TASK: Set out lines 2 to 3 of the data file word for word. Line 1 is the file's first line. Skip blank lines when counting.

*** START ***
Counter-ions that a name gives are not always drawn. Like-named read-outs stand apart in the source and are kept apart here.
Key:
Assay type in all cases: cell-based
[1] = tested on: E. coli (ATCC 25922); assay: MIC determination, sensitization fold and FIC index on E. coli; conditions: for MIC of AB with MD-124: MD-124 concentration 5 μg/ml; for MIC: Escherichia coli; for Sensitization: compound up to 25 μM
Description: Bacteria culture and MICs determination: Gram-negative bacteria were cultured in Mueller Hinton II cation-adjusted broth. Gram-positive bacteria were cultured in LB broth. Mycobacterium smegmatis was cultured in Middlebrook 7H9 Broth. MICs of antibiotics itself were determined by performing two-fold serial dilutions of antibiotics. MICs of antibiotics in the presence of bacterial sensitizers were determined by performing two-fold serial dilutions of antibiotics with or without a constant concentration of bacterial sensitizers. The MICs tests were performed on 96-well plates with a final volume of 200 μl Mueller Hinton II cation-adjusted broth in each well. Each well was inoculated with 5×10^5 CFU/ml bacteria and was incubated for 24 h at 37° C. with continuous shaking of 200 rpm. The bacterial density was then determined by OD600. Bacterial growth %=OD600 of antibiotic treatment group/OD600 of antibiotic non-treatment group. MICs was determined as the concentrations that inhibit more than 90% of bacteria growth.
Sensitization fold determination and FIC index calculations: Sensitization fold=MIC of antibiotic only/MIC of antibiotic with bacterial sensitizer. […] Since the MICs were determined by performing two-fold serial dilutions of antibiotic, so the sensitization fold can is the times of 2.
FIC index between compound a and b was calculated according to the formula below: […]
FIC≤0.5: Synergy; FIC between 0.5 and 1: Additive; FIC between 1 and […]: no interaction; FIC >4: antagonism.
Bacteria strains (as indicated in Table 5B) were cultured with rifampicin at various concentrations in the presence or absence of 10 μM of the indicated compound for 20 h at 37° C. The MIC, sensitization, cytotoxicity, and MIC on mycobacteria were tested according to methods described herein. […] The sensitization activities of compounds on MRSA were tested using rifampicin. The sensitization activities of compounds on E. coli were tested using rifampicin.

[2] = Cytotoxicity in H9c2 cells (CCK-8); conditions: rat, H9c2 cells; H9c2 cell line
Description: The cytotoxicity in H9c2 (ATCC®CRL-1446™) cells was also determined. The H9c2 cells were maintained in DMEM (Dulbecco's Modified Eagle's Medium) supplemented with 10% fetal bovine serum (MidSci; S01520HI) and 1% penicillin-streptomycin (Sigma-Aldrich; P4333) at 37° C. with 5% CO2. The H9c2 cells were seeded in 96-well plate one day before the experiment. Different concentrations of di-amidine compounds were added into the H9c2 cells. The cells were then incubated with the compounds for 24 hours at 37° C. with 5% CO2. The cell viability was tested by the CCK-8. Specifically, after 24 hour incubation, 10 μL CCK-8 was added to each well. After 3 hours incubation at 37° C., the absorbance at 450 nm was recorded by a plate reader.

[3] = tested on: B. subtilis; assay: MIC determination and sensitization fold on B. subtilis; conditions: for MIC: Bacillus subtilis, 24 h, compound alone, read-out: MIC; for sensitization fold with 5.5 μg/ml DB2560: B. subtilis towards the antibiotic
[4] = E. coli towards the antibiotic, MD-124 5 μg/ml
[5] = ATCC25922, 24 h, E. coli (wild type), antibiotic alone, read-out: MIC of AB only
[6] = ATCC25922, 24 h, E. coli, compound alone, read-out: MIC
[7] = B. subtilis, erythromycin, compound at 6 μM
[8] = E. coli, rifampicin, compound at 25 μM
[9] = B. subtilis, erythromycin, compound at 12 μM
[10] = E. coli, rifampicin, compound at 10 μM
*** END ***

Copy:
Key:
Assay type in all cases: cell-based